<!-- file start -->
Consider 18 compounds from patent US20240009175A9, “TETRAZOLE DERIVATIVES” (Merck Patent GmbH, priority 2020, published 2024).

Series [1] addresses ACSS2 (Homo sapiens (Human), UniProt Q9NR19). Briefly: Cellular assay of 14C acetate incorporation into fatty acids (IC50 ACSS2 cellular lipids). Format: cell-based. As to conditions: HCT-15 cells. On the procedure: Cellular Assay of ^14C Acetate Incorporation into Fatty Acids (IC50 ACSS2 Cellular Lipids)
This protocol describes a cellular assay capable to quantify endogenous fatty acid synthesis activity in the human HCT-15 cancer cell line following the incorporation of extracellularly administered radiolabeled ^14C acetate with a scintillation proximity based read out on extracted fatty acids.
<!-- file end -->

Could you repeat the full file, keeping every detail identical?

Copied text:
Consider 18 compounds from patent US20240009175A9, “TETRAZOLE DERIVATIVES” (Merck Patent GmbH, priority 2020, published 2024).

Series [1] addresses ACSS2 (Homo sapiens (Human), UniProt Q9NR19). Briefly: Cellular assay of 14C acetate incorporation into fatty acids (IC50 ACSS2 cellular lipids). Format: cell-based. As to conditions: HCT-15 cells. On the procedure: Cellular Assay of ^14C Acetate Incorporation into Fatty Acids (IC50 ACSS2 Cellular Lipids)
This protocol describes a cellular assay capable to quantify endogenous fatty acid synthesis activity in the human HCT-15 cancer cell line following the incorporation of extracellularly administered radiolabeled ^14C acetate with a scintillation proximity based read out on extracted fatty acids.